Sunday, August 21, 2011

Imagine a Vegan-ish World

There's a Wayne Gretzky quote I've always liked: "You miss 100% of the shots you never take." Applied to the world of activism, you will never change anything if you never make the attempt. Last post I lampooned the notion of "vegan-ish" and how foolish it looks when applied to things like racism and sexism. Another aspect of "vegan-ish-ism" is that the goal of a vegan world isn't even attempted. It's an odd thing to claim that trying to not make waves or be seen as "extreme" would ever get us to a place where most people are vegan. It's like expecting child abuse to end if we set the example of only abusing children 5% of the time. Contributing to the problem to be less confrontational, in ways that are easily avoided even, is horribly misguided.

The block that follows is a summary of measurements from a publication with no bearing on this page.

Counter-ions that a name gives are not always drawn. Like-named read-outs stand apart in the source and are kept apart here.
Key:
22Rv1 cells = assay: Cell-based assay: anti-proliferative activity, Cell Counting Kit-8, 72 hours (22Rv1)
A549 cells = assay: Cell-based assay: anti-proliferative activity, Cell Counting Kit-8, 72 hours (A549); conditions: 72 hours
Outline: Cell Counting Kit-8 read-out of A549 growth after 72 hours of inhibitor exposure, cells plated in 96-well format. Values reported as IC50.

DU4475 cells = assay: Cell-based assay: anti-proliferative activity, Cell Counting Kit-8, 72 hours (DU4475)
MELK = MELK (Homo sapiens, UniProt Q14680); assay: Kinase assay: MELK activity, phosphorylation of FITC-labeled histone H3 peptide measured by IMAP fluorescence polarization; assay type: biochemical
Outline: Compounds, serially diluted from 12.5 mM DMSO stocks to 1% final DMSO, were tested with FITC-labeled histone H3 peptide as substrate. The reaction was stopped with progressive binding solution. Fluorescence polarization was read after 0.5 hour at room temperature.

How purposefully not advocating veganism leads others to less animal use is a bit of a mystery, but let's skip over that and say that a "vegan-ish" proponent somehow got others to follow along on the path to staying an omnivore being "almost vegan". The thinking is that this is a small steps program along the lines of the New Welfarists.You first get people to reduce animal use by steps, and then it's gone. I see another gap in the reasoning here. If people think they are vegan except when eating out, there's no way they accept the notion that animals aren't our property to do with what we please. It would be like agreeing that human slavery is wrong, then going to eat out at a place that uses slave labor.